Helping Dog Arthritis
Dog arthritis affects millions of dogs, old and young. The average age dog arthritis starts affecting dogs is age seven. Dog arthritis normally affects large breed dogs, but can occur in small dogs also. Dog arthritis affects the joints of the neck, hips, back, elbows and shoulders of dogs. Dog arthritis is painful and miserable to dogs. It can cause some dogs to lash out, howl or even bite when moved or touched. More about dog arthritis signs can be found here.
Katie is one of our older dogs who benefits from glucosamine. She is about 12 and started showing signs of stiffness. She also would come up limping if she played too hard. The liquid glucosamine seems to really help with her symptoms!
When your dog has been diagnosed with having dog arthritis, it does not mean your dog can not go on to have many more happy years of life. Many dogs with dog arthritis can be healthy and happy with proper care and precautions. Many veterinarians may give your dog a prescription that can help relieve the pain of dog arthritis. Be careful with prescription drugs and even aspirin. Many of these can produce harmful side effects.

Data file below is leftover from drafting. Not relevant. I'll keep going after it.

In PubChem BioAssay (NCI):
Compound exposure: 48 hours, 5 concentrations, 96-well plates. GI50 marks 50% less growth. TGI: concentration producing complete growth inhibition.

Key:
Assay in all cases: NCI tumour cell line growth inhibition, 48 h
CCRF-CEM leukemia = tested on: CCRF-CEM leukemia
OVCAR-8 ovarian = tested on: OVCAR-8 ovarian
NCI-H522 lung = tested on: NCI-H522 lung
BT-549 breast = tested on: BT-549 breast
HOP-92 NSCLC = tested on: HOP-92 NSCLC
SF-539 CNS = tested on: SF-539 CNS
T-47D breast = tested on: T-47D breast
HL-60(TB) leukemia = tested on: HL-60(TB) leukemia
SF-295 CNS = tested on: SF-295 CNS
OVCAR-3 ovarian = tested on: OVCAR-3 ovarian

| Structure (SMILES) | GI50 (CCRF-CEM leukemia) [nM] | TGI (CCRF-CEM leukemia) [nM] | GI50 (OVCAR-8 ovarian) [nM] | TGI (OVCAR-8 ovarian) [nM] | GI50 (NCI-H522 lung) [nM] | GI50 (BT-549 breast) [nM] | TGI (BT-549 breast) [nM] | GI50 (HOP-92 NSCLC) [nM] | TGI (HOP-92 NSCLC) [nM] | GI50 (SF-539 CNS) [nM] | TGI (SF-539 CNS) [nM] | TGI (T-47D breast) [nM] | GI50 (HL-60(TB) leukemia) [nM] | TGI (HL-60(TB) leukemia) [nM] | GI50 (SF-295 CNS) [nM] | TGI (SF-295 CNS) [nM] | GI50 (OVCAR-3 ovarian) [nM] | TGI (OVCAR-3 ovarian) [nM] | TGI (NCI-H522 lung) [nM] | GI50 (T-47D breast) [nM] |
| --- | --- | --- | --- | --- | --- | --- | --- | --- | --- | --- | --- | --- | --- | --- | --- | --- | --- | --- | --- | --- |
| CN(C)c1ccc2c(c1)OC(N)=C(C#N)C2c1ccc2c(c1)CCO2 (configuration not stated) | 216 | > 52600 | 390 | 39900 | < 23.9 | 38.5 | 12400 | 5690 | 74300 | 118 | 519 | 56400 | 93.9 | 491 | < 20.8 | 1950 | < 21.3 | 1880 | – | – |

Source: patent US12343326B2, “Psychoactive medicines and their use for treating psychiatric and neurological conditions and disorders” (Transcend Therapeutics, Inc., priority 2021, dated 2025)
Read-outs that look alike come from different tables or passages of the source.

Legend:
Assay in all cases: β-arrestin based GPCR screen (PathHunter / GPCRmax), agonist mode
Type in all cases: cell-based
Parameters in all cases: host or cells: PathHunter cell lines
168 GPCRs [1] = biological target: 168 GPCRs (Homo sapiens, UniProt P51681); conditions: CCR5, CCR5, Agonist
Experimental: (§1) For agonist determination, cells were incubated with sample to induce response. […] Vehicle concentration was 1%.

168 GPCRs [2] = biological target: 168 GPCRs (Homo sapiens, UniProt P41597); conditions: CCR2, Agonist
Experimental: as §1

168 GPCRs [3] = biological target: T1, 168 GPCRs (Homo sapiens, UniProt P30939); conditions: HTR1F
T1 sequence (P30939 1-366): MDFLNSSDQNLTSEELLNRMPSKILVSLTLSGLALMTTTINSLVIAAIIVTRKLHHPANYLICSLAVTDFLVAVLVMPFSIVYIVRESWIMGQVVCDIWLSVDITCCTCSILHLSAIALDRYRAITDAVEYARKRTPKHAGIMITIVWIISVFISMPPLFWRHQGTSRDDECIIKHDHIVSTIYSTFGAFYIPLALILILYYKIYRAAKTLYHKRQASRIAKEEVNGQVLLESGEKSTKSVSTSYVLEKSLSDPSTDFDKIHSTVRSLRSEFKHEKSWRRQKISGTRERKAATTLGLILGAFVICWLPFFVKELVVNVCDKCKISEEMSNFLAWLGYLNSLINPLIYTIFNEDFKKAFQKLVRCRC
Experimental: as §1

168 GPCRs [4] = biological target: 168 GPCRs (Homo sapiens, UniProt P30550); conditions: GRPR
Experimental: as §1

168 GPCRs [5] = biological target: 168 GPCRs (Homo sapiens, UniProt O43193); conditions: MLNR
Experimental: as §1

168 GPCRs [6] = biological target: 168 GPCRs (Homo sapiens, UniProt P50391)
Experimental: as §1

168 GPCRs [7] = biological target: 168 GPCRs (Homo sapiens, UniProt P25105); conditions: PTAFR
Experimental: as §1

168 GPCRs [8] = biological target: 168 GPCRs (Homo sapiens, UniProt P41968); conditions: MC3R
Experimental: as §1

Information About Using Syn-flex for Dog Arthritis:
Syn-flex works well for Dog Arthritis. And best of all, it has not harmful side effects for your dog!
More Syn-flex Information
You can also give your dog glucosamine. Glucosamine is also used in humans with arthritis. The effects of the liquid are the same with human arthritis as they are with dog arthritis. This liquid may help your dog's body to maintain cartilage structure, which can help fight dog arthritis. Glucosamine can be found at most pet stores or places that sell pet medicine. Glucosamine can also make your dog feel better. We have more information about treating dog arthritis here.
This does not mean that the dog is healed of dog arthritis because dog arthritis can not be cured. Even if your dog seems to be feeling better, it is not recommended to let them become more active. This can cause further damage to the joints of a dog with dog arthritis. Light exercise can help keep the joints from becoming stiff from dog arthritis, but too much exercise can be harmful to a dog with dog arthritis.
Go For A Walk!
Taking your dog for a short walk a few times a week is enough exercise for a dog with dog arthritis. Throwing a toy or ball for a dog with dog arthritis to fetch can cause major stress to joints and is not recommended. If your dog seems to be in extreme pain from dog arthritis, talk to your veterinarian for exercises to help your dog with dog arthritis.